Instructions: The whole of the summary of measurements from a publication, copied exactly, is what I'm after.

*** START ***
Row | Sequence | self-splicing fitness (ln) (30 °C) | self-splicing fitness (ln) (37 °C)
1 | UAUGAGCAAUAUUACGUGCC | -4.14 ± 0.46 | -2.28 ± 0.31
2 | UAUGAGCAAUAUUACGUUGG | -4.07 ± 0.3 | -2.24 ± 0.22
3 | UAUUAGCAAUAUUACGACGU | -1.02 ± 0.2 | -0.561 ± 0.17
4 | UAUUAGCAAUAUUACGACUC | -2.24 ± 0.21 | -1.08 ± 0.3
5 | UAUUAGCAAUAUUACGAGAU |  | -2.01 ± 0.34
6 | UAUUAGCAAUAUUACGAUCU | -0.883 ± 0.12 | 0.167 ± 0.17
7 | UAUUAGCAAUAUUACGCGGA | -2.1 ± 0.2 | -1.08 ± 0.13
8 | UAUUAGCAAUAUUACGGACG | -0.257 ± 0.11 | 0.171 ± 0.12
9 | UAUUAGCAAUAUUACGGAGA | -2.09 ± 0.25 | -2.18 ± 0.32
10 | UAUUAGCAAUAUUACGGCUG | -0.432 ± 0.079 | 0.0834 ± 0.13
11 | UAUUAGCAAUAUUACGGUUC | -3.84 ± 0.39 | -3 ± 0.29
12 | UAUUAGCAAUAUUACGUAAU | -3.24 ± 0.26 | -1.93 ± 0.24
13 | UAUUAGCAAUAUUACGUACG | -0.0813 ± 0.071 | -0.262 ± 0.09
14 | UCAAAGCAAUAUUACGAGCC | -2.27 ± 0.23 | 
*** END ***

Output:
Row | Sequence | self-splicing fitness (ln) (30 °C) | self-splicing fitness (ln) (37 °C)
1 | UAUGAGCAAUAUUACGUGCC | -4.14 ± 0.46 | -2.28 ± 0.31
2 | UAUGAGCAAUAUUACGUUGG | -4.07 ± 0.3 | -2.24 ± 0.22
3 | UAUUAGCAAUAUUACGACGU | -1.02 ± 0.2 | -0.561 ± 0.17
4 | UAUUAGCAAUAUUACGACUC | -2.24 ± 0.21 | -1.08 ± 0.3
5 | UAUUAGCAAUAUUACGAGAU |  | -2.01 ± 0.34
6 | UAUUAGCAAUAUUACGAUCU | -0.883 ± 0.12 | 0.167 ± 0.17
7 | UAUUAGCAAUAUUACGCGGA | -2.1 ± 0.2 | -1.08 ± 0.13
8 | UAUUAGCAAUAUUACGGACG | -0.257 ± 0.11 | 0.171 ± 0.12
9 | UAUUAGCAAUAUUACGGAGA | -2.09 ± 0.25 | -2.18 ± 0.32
10 | UAUUAGCAAUAUUACGGCUG | -0.432 ± 0.079 | 0.0834 ± 0.13
11 | UAUUAGCAAUAUUACGGUUC | -3.84 ± 0.39 | -3 ± 0.29
12 | UAUUAGCAAUAUUACGUAAU | -3.24 ± 0.26 | -1.93 ± 0.24
13 | UAUUAGCAAUAUUACGUACG | -0.0813 ± 0.071 | -0.262 ± 0.09
14 | UCAAAGCAAUAUUACGAGCC | -2.27 ± 0.23 | 